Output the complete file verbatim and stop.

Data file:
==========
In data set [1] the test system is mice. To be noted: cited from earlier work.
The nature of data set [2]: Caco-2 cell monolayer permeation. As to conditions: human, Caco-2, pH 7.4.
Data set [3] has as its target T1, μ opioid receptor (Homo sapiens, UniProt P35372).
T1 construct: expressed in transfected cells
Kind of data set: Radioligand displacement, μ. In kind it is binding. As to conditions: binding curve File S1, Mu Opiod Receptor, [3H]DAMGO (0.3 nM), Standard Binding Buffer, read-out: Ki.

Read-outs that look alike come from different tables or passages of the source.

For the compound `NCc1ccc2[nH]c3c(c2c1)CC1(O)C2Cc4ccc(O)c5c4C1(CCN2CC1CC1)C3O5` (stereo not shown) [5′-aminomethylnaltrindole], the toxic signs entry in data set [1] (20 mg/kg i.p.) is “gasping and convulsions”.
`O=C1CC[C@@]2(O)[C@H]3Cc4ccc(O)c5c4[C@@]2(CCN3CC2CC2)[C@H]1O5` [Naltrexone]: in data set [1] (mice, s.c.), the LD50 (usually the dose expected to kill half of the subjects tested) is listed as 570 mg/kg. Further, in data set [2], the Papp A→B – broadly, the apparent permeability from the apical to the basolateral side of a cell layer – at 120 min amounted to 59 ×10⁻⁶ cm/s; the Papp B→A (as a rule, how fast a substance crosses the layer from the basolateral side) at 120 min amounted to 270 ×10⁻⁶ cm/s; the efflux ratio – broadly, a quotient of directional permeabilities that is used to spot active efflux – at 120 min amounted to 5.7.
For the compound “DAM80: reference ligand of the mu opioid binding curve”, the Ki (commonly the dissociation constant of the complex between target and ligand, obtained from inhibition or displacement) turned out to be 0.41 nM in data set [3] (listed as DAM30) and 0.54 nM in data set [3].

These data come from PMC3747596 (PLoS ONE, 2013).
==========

In data set [1] the test system is mice. To be noted: cited from earlier work.
The nature of data set [2]: Caco-2 cell monolayer permeation. As to conditions: human, Caco-2, pH 7.4.
Data set [3] has as its target T1, μ opioid receptor (Homo sapiens, UniProt P35372).
T1 construct: expressed in transfected cells
Kind of data set: Radioligand displacement, μ. In kind it is binding. As to conditions: binding curve File S1, Mu Opiod Receptor, [3H]DAMGO (0.3 nM), Standard Binding Buffer, read-out: Ki.

Read-outs that look alike come from different tables or passages of the source.

For the compound `NCc1ccc2[nH]c3c(c2c1)CC1(O)C2Cc4ccc(O)c5c4C1(CCN2CC1CC1)C3O5` (stereo not shown) [5′-aminomethylnaltrindole], the toxic signs entry in data set [1] (20 mg/kg i.p.) is “gasping and convulsions”.
`O=C1CC[C@@]2(O)[C@H]3Cc4ccc(O)c5c4[C@@]2(CCN3CC2CC2)[C@H]1O5` [Naltrexone]: in data set [1] (mice, s.c.), the LD50 (usually the dose expected to kill half of the subjects tested) is listed as 570 mg/kg. Further, in data set [2], the Papp A→B – broadly, the apparent permeability from the apical to the basolateral side of a cell layer – at 120 min amounted to 59 ×10⁻⁶ cm/s; the Papp B→A (as a rule, how fast a substance crosses the layer from the basolateral side) at 120 min amounted to 270 ×10⁻⁶ cm/s; the efflux ratio – broadly, a quotient of directional permeabilities that is used to spot active efflux – at 120 min amounted to 5.7.
For the compound “DAM80: reference ligand of the mu opioid binding curve”, the Ki (commonly the dissociation constant of the complex between target and ligand, obtained from inhibition or displacement) turned out to be 0.41 nM in data set [3] (listed as DAM30) and 0.54 nM in data set [3].

These data come from PMC3747596 (PLoS ONE, 2013).